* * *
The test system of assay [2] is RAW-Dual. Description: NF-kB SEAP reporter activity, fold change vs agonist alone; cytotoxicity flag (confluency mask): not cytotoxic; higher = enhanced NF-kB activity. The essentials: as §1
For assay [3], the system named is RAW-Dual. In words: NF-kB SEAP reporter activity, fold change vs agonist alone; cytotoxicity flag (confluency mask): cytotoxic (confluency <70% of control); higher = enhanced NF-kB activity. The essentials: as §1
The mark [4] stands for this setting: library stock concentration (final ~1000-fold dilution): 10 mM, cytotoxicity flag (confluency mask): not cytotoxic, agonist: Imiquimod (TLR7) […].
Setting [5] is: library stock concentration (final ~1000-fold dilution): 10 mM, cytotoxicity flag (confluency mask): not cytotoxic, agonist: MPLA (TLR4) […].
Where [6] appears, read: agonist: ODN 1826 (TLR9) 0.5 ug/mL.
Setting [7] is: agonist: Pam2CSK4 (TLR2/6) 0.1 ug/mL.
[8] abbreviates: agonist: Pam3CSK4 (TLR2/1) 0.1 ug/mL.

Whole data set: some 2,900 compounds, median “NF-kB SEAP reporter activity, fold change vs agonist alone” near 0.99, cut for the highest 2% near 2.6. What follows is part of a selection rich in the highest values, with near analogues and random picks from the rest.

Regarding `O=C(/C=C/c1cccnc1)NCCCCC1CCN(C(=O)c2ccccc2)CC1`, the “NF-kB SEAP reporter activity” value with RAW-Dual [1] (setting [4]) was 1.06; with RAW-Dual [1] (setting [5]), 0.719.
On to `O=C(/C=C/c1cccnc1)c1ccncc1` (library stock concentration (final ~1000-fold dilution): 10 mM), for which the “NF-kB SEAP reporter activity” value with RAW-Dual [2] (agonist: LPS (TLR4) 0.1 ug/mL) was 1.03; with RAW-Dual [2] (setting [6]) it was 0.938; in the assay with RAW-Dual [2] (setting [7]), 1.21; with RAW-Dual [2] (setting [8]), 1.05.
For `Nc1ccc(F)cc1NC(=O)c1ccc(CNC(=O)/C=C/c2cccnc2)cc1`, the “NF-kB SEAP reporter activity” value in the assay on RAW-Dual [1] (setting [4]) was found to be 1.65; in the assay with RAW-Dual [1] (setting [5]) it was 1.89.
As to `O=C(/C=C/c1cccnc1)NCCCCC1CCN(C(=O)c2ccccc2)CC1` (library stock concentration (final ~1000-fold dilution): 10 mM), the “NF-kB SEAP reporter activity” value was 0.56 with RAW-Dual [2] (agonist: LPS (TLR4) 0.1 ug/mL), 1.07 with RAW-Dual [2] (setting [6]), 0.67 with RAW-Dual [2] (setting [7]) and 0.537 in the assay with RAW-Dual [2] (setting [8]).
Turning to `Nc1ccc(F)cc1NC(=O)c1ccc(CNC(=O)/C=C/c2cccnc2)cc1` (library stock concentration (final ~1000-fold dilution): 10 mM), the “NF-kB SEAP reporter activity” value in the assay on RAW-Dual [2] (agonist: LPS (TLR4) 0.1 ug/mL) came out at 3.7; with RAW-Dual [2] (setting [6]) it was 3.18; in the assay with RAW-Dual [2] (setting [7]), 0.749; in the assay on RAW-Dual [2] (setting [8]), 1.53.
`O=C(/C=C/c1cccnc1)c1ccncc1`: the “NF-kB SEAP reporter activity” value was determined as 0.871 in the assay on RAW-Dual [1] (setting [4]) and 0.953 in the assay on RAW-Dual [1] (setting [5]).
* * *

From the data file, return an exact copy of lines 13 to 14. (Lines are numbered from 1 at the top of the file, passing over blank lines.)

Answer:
Turning to `Nc1ccc(F)cc1NC(=O)c1ccc(CNC(=O)/C=C/c2cccnc2)cc1` (library stock concentration (final ~1000-fold dilution): 10 mM), the “NF-kB SEAP reporter activity” value in the assay on RAW-Dual [2] (agonist: LPS (TLR4) 0.1 ug/mL) came out at 3.7; with RAW-Dual [2] (setting [6]) it was 3.18; in the assay with RAW-Dual [2] (setting [7]), 0.749; in the assay on RAW-Dual [2] (setting [8]), 1.53.
`O=C(/C=C/c1cccnc1)c1ccncc1`: the “NF-kB SEAP reporter activity” value was determined as 0.871 in the assay on RAW-Dual [1] (setting [4]) and 0.953 in the assay on RAW-Dual [1] (setting [5]).